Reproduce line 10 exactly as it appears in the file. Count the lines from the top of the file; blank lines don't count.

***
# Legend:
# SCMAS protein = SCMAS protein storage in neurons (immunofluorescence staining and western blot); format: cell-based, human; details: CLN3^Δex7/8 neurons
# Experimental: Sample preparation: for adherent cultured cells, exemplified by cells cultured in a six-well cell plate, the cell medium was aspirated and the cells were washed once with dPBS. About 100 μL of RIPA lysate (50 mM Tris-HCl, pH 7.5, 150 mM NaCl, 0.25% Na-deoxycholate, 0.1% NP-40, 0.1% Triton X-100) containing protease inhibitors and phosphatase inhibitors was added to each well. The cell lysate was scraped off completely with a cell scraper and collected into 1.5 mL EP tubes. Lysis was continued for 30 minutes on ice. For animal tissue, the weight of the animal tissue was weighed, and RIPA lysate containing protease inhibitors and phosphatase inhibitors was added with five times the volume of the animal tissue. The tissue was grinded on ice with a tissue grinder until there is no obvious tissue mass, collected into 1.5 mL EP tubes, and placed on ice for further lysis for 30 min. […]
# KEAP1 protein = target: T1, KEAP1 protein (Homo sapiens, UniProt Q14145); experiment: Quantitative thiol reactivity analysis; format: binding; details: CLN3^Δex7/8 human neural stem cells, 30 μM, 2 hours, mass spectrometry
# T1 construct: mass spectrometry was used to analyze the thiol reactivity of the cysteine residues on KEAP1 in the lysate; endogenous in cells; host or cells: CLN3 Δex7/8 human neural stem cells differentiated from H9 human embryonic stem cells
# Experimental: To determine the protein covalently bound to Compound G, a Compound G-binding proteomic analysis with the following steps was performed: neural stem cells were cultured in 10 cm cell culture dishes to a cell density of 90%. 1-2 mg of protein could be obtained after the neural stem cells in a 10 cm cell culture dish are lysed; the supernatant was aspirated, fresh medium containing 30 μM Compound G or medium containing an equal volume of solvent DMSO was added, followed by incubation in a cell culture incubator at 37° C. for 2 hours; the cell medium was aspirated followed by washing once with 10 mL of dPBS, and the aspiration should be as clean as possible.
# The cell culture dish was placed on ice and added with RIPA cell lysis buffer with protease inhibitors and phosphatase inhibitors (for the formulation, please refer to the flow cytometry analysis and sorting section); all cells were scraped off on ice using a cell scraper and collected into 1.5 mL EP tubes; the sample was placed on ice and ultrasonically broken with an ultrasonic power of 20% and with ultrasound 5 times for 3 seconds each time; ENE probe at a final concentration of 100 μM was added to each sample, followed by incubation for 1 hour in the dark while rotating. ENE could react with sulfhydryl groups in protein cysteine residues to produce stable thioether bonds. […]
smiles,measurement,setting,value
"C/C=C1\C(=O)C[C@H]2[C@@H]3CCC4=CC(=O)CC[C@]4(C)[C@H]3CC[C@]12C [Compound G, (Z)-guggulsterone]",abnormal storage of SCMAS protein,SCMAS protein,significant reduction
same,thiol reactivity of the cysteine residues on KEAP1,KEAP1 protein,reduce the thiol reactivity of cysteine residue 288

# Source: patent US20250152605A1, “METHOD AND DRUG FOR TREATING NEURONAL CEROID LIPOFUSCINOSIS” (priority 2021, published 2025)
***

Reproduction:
same,thiol reactivity of the cysteine residues on KEAP1,KEAP1 protein,reduce the thiol reactivity of cysteine residue 288